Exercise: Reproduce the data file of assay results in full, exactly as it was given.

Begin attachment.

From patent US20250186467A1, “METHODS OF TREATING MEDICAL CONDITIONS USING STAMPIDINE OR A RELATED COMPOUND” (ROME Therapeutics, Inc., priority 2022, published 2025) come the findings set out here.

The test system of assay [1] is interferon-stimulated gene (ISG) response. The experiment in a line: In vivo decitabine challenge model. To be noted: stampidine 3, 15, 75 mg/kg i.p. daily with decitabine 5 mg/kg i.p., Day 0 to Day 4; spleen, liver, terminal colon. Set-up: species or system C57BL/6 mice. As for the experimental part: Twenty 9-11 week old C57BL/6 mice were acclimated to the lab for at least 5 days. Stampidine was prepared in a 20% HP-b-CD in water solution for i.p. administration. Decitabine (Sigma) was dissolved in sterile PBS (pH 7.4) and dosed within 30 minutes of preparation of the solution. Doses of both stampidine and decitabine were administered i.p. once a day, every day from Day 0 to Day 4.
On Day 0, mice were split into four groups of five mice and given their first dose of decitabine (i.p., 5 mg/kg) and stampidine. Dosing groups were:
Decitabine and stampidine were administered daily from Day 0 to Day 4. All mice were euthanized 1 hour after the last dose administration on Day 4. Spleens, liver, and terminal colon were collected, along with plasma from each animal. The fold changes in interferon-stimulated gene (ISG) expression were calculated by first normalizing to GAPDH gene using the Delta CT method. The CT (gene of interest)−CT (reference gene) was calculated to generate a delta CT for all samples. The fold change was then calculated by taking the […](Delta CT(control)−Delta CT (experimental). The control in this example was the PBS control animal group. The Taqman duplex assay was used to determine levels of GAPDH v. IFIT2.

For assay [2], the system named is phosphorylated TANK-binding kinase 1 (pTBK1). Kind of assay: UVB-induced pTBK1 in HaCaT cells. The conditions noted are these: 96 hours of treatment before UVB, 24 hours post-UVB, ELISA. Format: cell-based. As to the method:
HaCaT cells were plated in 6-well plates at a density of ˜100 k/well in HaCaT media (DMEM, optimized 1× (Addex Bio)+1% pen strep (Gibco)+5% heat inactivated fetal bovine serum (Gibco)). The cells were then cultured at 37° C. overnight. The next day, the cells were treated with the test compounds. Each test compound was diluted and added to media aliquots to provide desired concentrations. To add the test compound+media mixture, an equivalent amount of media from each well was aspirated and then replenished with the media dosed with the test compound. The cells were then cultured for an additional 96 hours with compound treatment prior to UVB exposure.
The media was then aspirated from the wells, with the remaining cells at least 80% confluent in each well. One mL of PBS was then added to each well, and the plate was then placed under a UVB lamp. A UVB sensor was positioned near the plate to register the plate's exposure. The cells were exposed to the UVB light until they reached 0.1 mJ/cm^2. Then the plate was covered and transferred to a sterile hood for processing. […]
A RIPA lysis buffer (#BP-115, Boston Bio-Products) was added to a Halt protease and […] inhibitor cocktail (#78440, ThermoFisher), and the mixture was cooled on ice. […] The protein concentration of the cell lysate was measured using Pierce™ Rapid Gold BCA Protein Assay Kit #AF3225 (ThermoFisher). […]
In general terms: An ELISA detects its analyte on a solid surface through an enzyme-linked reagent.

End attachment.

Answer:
From patent US20250186467A1, “METHODS OF TREATING MEDICAL CONDITIONS USING STAMPIDINE OR A RELATED COMPOUND” (ROME Therapeutics, Inc., priority 2022, published 2025) come the findings set out here.

The test system of assay [1] is interferon-stimulated gene (ISG) response. The experiment in a line: In vivo decitabine challenge model. To be noted: stampidine 3, 15, 75 mg/kg i.p. daily with decitabine 5 mg/kg i.p., Day 0 to Day 4; spleen, liver, terminal colon. Set-up: species or system C57BL/6 mice. As for the experimental part: Twenty 9-11 week old C57BL/6 mice were acclimated to the lab for at least 5 days. Stampidine was prepared in a 20% HP-b-CD in water solution for i.p. administration. Decitabine (Sigma) was dissolved in sterile PBS (pH 7.4) and dosed within 30 minutes of preparation of the solution. Doses of both stampidine and decitabine were administered i.p. once a day, every day from Day 0 to Day 4.
On Day 0, mice were split into four groups of five mice and given their first dose of decitabine (i.p., 5 mg/kg) and stampidine. Dosing groups were:
Decitabine and stampidine were administered daily from Day 0 to Day 4. All mice were euthanized 1 hour after the last dose administration on Day 4. Spleens, liver, and terminal colon were collected, along with plasma from each animal. The fold changes in interferon-stimulated gene (ISG) expression were calculated by first normalizing to GAPDH gene using the Delta CT method. The CT (gene of interest)−CT (reference gene) was calculated to generate a delta CT for all samples. The fold change was then calculated by taking the […](Delta CT(control)−Delta CT (experimental). The control in this example was the PBS control animal group. The Taqman duplex assay was used to determine levels of GAPDH v. IFIT2.

For assay [2], the system named is phosphorylated TANK-binding kinase 1 (pTBK1). Kind of assay: UVB-induced pTBK1 in HaCaT cells. The conditions noted are these: 96 hours of treatment before UVB, 24 hours post-UVB, ELISA. Format: cell-based. As to the method:
HaCaT cells were plated in 6-well plates at a density of ˜100 k/well in HaCaT media (DMEM, optimized 1× (Addex Bio)+1% pen strep (Gibco)+5% heat inactivated fetal bovine serum (Gibco)). The cells were then cultured at 37° C. overnight. The next day, the cells were treated with the test compounds. Each test compound was diluted and added to media aliquots to provide desired concentrations. To add the test compound+media mixture, an equivalent amount of media from each well was aspirated and then replenished with the media dosed with the test compound. The cells were then cultured for an additional 96 hours with compound treatment prior to UVB exposure.
The media was then aspirated from the wells, with the remaining cells at least 80% confluent in each well. One mL of PBS was then added to each well, and the plate was then placed under a UVB lamp. A UVB sensor was positioned near the plate to register the plate's exposure. The cells were exposed to the UVB light until they reached 0.1 mJ/cm^2. Then the plate was covered and transferred to a sterile hood for processing. […]
A RIPA lysis buffer (#BP-115, Boston Bio-Products) was added to a Halt protease and […] inhibitor cocktail (#78440, ThermoFisher), and the mixture was cooled on ice. […] The protein concentration of the cell lysate was measured using Pierce™ Rapid Gold BCA Protein Assay Kit #AF3225 (ThermoFisher). […]
In general terms: An ELISA detects its analyte on a solid surface through an enzyme-linked reagent.